What causes people to stay with an employer? This has been studied for decades and it’s been proven again and again that their paycheck is important, but it’s definitely not the most important item.
I’ve shoveled dirt and gravel; unloaded boxcars; repossessed log trucks; collected past-due bills; counseled destitute people in the ghetto; stood guard in the cold and rain; pushed cars uphill in the snow on foot; washed dishes for hours; hauled lumber, rocks, and heavy supplies on construction sites; and even dragged a rotary push mower around my neighborhood to get lawncare jobs when I was a kid. In almost every instance, if I hadn’t been paid, I probably wouldn’t have done the job. But pay wasn’t the most important element.
Psychologist Abraham Maslow authored a Hierarchy of Needs to explain what motivates people. He said our first concern is survival, and only after satisfying that need do we become concerned about our continuing safety. Once we feel safe then we become aware of our need for others, a need to belong.
When we fit in with others, we realize the need to be valuable: the esteem need… the satisfaction of a job well done. Then we reach the need to develop and express our own potential: self-actualization. In other words, if you want to keep people on your team, you need to look at more than just their paycheck.
Pay addresses our safety and survival need, so not enough pay and people go where they can get enough. But when someone leaves because they “didn’t feel the pay was fair,” well, that’s another issue entirely. That has to do with whether they felt respected and valued as an employee.
I once had an employee who accused me of unfair pay. I learned that she was comparing herself to a worker in another firm who had been generating a great deal more revenue while doing work that was mostly the same. But the other worker was producing more for her employer. When we examined the ratio of revenue to pay, we found that I was paying a higher percentage for the work than the other firm. I was just receiving less from her labors.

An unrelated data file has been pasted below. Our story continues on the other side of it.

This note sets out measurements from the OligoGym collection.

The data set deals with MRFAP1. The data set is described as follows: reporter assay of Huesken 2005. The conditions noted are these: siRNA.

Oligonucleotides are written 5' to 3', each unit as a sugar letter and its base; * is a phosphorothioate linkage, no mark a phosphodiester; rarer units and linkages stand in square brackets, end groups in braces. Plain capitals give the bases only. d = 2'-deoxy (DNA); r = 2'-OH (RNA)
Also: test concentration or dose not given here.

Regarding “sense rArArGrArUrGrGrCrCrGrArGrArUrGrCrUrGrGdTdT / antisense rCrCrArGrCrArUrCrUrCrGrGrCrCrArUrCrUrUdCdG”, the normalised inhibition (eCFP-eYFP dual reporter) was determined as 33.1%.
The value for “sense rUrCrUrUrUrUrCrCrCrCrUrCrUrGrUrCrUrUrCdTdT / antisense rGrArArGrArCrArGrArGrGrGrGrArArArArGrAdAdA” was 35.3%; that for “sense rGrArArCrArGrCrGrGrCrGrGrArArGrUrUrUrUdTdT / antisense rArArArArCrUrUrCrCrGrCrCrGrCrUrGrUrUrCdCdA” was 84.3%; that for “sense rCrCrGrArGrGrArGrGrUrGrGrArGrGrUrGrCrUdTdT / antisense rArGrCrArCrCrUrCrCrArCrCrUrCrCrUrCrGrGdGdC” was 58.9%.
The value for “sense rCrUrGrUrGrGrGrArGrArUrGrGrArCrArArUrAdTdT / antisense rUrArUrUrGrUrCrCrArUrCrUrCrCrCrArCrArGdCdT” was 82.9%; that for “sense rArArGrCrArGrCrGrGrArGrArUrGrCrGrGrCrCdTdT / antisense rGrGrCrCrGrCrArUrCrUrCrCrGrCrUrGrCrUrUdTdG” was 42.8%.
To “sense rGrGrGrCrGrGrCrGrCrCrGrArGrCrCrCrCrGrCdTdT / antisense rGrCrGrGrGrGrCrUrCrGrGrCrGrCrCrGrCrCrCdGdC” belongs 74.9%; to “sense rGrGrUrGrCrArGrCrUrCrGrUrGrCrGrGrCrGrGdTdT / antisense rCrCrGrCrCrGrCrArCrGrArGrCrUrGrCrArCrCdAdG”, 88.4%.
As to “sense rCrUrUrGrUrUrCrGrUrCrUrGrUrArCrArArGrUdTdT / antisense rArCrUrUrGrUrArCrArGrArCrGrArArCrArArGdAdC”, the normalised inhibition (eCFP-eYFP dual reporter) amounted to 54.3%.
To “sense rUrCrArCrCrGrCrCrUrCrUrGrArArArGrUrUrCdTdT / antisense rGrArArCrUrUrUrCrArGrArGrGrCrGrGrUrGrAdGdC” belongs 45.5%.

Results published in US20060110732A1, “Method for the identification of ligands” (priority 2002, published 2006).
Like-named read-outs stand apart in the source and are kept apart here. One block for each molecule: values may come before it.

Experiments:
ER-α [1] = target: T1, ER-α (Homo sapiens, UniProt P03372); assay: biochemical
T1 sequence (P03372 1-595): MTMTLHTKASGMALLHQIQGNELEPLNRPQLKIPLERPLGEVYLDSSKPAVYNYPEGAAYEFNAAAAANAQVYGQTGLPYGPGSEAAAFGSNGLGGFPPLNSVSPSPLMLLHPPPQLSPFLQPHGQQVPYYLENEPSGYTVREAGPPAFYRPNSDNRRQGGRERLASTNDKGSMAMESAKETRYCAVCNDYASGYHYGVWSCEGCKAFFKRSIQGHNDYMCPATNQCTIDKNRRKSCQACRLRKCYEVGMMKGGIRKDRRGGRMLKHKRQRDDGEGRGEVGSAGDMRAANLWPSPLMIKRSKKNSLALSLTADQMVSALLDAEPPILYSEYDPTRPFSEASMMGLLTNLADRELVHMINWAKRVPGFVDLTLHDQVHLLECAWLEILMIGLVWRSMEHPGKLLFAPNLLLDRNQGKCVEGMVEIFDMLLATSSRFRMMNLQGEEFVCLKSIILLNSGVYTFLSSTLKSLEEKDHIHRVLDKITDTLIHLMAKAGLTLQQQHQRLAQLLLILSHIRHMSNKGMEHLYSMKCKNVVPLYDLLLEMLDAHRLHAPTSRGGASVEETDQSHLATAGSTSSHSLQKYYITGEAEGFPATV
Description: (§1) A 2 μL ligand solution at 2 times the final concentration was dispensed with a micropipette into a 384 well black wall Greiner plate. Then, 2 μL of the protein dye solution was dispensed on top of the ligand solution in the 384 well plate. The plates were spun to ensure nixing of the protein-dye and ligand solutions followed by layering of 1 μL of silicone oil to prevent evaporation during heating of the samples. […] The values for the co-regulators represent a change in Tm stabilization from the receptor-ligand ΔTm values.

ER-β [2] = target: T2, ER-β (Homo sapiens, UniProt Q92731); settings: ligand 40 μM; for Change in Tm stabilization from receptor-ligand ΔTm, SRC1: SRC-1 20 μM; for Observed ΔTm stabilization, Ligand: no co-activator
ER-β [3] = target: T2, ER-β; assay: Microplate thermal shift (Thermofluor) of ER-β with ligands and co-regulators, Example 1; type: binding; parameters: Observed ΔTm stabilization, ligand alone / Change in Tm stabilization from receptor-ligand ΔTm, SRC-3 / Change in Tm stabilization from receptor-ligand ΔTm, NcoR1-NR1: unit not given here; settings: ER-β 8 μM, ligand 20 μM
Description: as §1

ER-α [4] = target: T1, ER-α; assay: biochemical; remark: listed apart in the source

We collaborated to find ways that she could become more productive without necessarily working harder, and soon thereafter, I was able to increase her pay. She stayed with me for many years, not because of the pay, but because the work was satisfying, her employer respected and valued her, and the work environment was made as pleasing as possible.
It’s been said that people don’t leave jobs, they leave employers. Think about yourself. How many times have you left a job because you didn’t like the way you were being managed? I’ve had many employers over the years but only a few that I appreciated enough to stay with for the long term.
Managers are mentors. When I was a warehouseman in my twenties, my boss was a man everyone called Red. He knew I was going into the Army soon and basic training was going to be hard. So he gave me jobs that were more physically demanding to “get me in shape for boot camp.” That might seem mean or unfair to many, but I trusted Red and appreciated why he was doing it. Consequently, I was in better shape when I got to Fort Polk, Louisiana, for training.
Joe was my general agent and manager at an insurance agency. He put me in charge of orphan accounts — insurance policies sold by agents who were no longer with the company. He explained his reason for the assignment was my skill in managing relationships and he wanted the policyholders to remain faithful to the company. It was his way of developing one of my strengths while serving the clients. Joe is still my close and dear friend, 40 years later.